Play Smart Golf… Learn To Save Stokes
Playing Smart Saves Strokes
Even players who thrive on crushing the ball know that hitting it long isn’t always the best strategy. Sometimes, they need to hang back and save that muscle for another time. We call it playing smart. Jack Nicklaus was a great example of a player who plays smart. He knew when to take what the situation gives him. That’s one reason why he was one of the world’s best golfers. For weekend golfers, playing smart can save strokes and keep your golf handicap from ballooning.
But playing smart isn’t always the first thing on your mind when in trouble. Many golfers try “miracle shots” to salvage the situation when in trouble. Often, it’s a shot they’ve never hit before. Save miracle shots for when you must try one. The rest of the time, play smart. It may not seem like the best strategy, but it can save you strokes later on. In my golf lessons I emphasize three situations when playing smart works well. Below I describe these situations and provide golf tips on how to play them.
Ball In High Grass
When we say high grass, we mean high grass—the no man’s land of rough. You know the kind—where you could be standing over the ball and not know it. The problem with this rough is that it’s much thicker than regular rough. It’s so thick it can catch your club and turn the hosel before the clubface is even close to the ball. Thus, it may take multiple shots to get out. It’s that thick.
The only remedy for this lie is to take your wedge and attack the ball with a hard descending blow. But first you need to adjust your set up using these golf tips: Use an open stance but close the clubface a bit. Next, take a firm grip, aim just behind the ball, and swing down hard. These adjustments make it easier for the clubface to cut through the grass. Make sure, you also swing through—because if your club gets stuck, the ball will, too.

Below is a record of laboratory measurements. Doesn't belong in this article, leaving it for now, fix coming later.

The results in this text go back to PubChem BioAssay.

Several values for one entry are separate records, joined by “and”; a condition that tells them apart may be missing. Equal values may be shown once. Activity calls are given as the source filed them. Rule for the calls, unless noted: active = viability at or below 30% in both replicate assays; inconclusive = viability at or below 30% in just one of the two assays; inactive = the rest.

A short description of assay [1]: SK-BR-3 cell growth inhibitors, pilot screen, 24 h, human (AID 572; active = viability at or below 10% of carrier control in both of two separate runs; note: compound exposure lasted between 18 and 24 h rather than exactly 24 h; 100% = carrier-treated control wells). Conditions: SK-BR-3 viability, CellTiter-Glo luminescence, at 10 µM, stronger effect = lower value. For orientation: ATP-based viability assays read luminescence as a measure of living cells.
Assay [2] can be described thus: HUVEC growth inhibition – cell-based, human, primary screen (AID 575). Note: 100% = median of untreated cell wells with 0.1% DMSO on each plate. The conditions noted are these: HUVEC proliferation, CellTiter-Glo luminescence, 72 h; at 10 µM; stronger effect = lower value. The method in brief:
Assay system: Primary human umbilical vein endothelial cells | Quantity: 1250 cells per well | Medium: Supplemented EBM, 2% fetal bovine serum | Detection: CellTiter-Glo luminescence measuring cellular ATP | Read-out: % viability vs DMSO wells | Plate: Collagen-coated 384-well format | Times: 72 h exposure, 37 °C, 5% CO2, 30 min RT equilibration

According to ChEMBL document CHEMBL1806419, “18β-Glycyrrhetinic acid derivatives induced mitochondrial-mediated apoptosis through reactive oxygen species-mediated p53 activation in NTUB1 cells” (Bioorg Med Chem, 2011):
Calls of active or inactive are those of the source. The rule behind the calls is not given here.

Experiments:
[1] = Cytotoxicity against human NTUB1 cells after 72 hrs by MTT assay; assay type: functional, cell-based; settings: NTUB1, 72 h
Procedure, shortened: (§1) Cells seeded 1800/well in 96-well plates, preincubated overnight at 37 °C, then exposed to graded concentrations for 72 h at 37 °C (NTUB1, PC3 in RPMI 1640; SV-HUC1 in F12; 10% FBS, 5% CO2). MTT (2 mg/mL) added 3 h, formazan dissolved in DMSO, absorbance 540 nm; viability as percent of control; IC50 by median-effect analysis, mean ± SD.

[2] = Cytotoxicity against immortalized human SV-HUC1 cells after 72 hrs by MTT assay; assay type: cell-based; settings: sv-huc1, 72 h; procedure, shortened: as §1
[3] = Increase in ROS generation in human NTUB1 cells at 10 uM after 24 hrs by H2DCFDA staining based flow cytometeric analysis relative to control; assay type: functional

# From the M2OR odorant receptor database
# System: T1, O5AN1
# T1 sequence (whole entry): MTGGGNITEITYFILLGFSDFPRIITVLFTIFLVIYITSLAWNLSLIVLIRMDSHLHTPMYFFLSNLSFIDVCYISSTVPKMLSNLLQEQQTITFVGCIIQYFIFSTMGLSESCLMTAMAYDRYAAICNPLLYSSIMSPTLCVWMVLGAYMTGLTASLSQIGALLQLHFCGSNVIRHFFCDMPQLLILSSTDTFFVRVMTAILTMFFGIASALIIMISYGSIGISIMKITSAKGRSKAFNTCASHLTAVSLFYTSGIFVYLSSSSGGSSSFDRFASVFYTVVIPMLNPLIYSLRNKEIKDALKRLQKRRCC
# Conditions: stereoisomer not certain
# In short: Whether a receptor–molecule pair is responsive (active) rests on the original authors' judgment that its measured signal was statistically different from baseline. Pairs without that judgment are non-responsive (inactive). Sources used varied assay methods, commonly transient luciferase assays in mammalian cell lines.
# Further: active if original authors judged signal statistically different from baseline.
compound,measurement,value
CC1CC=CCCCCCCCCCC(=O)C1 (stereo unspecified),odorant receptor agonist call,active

Ball In Bunker
While a ball buried deep in the sand requires a shot like the one described above, a regular lie in the sand—one where the ball is sitting on top of the sand—needs just the opposite approach. The goal here is to “shave” the ball out, not shovel it. Here, you need to take a smooth controlled swing with an open stance and clubface. Aim to make contact two inches behind the ball. It will fly out softly with minimal sand, saving you strokes and landing the ball close to the pin.
Playing The Punch Shot
The punch shot is a third play smart situation. The object of the punch shot is to keep the ball low, straight, and precise. It makes for a great approach shot in the wind. But it also makes for a great shot to salvage par from the trees. Many players use a longer iron to make this shot, but a hybrid works just as well, as I’ve mentioned in my golf tips newsletter. Here’s how to make a punch shot work for you:
Play the ball just back of the middle of your stance, which takes some loft off your club and enables the ball to fly lower with backspin. Take a three-quarter swing, mostly with your arms, and keep your wrists firm and hands quiet on the downswing. Make a smooth controlled swing, with out decelerating or hurrying through the shot, and keep your follow through short and low. The punch shot is a great weapon to have when in trouble or when playing in a stiff wind.
These three common “play smart” situations are often discussed in golf instruction session and golf articles. There are more not so common play smart shots. Look for them and then store them in your mind so you’ll remember them. In these situations, forget the “miracle shot” you’ve never hit before unless you’ve no other choice. Playing smart helps keep a lid on scores and stops golf handicaps from ballooning.
Jack Moorehouse is the author of the best-selling book “How To Break 80 And Shoot Like The Pros.” He is NOT a golf pro, rather a working man that has helped thousands of golfers from all seven continents lower their handicap immediately. He has a free weekly newsletter with the latest golf tips, golf lessons and golf instruction.